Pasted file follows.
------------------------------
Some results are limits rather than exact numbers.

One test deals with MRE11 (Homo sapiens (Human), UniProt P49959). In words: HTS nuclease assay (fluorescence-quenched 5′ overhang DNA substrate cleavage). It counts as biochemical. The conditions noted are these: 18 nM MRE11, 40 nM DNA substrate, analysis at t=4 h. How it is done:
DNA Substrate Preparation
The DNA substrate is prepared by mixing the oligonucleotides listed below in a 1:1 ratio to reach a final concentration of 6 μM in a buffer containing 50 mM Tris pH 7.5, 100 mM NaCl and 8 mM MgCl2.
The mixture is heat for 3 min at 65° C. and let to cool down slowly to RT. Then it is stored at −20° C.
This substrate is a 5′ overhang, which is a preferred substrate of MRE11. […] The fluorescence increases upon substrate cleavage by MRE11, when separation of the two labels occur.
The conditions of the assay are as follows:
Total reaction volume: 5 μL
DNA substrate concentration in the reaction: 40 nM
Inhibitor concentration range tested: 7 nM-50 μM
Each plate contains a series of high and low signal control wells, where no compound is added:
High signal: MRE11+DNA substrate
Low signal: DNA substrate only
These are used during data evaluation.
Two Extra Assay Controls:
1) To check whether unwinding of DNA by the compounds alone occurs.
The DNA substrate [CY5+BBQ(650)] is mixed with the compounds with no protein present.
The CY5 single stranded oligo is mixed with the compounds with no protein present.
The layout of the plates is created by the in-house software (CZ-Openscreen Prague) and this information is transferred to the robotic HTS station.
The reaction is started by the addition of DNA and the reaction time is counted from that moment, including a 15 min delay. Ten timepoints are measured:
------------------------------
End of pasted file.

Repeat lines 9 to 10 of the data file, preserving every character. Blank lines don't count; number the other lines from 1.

DNA substrate concentration in the reaction: 40 nM
Inhibitor concentration range tested: 7 nM-50 μM